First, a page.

When things are going well, there is never short of flower and champaign. When things turn bad, fingers start to be pointed around. It seems that the latter is clearly happening at the moment during the middle of a worst economic recession after WWII. Unfortunately China has been one of the focus during the finger pointing game (See Article from TIME). First is the so called ‘imbalance’: Americans saves too little and spends too much, and Chinese on the opposite extreme. Funny enough, most world renowned economists and smart people seem to agree to this point: such an imbalance is the culprit of the current economic crisis. To save us out of the slow down, such an imbalance have to be addressed: in the way that American saves more and Chinese consumes more. Intuitively I am unclear on the logic of above argument: there are different people in the world: some likes to borrow and some likes to lend (that’s how borrow and lend happens by the way). Read the rest of this entry »
According to a report from China Construction Bank, China’s GDP is set to grow by more than 10% in Q4 (See article from China Daily). China government sets the target of GDP growth to be 8% for 2009. Such a target is in jeapody of being unfulfilled during Q1 and Q2 when the economy was hit by recession started from US. The Q3 however, rebounded strongly and grew at 8.9% (See Graph HERE). To make 8% growth for the year to happen, Q4 GDP will have to grow at least 10%. Maybe that is one of the reaons why CCB is so bullish on Q4 growth. At of now, it seems more or less certain that 10% will be achieved during Q4. Reason? Thanks to the government and determination of the leaders. However personally I am still not clear how any country (not only China, but also US, EU or others) can walk out a recession by borrowing and spending more. Is it a panacea for all the economic disease? When you see a sign of slow down, just write the check and the rest will be taken care by itself? Someone calls it Keynesism. But it is just so counterintuitive to me and I have a lot of doubts.
China imported about 129 Million Barrel of Crude oil in Sept 2009, which is about 4.3 Million Barrel per day. This is a big jump from Sept 2008 equivalent to an increase of 26.5% year on year. Read the rest of this entry »
Since July last year, RMB has been almost re-pegged to USD at a rate of 6.8 with limited flexibility. With USD continues to slide against most other trading currencies, RMB follows the down trend as well. Such a change benefits Chinese export sector but hurts other competition such as Germany, Japan and Asean exporters as all their currency strengthened against USD (See Article from FT). The question is: will such a trend be sustainable? One of the imbalance of world economy is the excessive surplus and saving in China and excessive borrowing and spending in USA. World leaders have met together trying to correct the imbalance. However it seems now that such an imbalance has been itensified instead of correctified. That is why RMB becomes the focus of discussion again.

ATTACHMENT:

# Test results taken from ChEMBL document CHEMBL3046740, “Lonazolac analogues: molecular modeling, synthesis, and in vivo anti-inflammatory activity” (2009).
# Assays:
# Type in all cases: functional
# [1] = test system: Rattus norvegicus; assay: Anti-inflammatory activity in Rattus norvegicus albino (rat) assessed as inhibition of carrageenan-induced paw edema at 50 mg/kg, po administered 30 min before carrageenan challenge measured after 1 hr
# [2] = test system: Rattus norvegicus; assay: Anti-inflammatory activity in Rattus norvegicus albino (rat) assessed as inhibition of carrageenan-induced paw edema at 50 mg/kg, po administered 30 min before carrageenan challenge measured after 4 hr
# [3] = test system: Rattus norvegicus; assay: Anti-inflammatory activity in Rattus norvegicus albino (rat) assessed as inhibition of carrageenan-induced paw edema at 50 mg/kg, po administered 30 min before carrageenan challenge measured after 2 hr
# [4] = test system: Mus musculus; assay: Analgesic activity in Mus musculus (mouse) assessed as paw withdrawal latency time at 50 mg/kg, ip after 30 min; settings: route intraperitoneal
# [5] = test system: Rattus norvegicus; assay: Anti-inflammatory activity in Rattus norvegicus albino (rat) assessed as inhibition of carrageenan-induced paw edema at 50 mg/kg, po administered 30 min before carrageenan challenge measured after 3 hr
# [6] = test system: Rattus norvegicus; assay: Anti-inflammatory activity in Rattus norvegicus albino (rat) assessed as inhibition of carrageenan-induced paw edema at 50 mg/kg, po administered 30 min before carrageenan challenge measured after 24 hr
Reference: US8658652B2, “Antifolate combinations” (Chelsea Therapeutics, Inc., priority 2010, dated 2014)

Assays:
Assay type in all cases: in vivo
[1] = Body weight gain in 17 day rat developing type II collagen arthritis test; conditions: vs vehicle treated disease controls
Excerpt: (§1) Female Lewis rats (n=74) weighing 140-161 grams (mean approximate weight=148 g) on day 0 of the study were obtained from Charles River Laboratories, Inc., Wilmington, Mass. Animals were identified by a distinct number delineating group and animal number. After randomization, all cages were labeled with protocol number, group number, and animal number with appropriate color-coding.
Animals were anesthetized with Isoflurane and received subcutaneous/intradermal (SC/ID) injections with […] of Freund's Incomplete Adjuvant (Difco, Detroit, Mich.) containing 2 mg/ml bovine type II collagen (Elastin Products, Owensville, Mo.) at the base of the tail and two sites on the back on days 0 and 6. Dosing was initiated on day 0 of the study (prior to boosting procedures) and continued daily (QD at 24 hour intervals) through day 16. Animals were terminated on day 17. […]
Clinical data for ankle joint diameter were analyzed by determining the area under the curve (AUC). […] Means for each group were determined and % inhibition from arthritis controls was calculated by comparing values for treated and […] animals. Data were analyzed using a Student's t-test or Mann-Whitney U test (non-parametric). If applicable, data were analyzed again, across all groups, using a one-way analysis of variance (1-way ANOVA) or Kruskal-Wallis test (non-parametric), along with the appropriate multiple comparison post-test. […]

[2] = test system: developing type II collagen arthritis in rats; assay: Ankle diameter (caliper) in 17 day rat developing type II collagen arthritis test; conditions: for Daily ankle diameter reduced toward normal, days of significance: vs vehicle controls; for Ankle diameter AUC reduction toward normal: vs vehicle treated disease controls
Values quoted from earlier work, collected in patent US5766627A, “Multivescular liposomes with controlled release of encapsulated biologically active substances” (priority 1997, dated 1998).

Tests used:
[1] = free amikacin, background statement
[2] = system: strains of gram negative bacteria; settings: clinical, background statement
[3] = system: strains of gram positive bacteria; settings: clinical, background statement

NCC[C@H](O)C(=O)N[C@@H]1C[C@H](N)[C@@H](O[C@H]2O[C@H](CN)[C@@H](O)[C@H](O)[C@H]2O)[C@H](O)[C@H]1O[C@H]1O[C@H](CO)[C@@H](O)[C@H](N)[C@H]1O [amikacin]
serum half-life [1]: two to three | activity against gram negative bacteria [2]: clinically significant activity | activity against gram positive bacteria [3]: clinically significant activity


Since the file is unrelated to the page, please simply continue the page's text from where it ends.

Jim O’neil of Goldman Sachs coined the term ‘BRIC’ about 8 years ago and it became the fashion in the investment community. Today, the big C (China) in BRIC seems to have the greatest momentum of leading the emerging world to challenge the OECDs. According to Goldman Sachs, China’s economy could be as big as USA by 2027 (See Article from WSJ). Jim O’neil personally is very bullish on China and thinks China’s consuming power potential has great room to go up in the next decade. Whatever happens in the next decade, it seems that Goldman is capitalizing on their projection of China and enjoying the run.
根据高盛首席经济学家Jim O’neil预测，中国经济很可能在2027年之前超越美国，成为全球经济第一大强国。Jim O’neil八年前抛出金砖四国论，极度看好金砖四国的发展前景。该提法得到了很多同行的认可，并在投资界形成一股潮流。目前看来金砖四国特别是中国的表现相当抢眼，大有长江后浪推前浪之势。
Most people, including myself, have no idea where Guinea is. However, it does not stop them from becoming the headline of the newspaper. It is reported that China International Fund decides to invest USD 7 Billion in Guinea mainly trageting their resource of Bauxite, Cement and Diamonds (See Article from WSJ). China International Fund is owned by Dayuan Group, who is a HK registered private company. However there is strong speculation that CIF is closely related to China government and State owned enterprises and there might be government influence behind CIF’s move.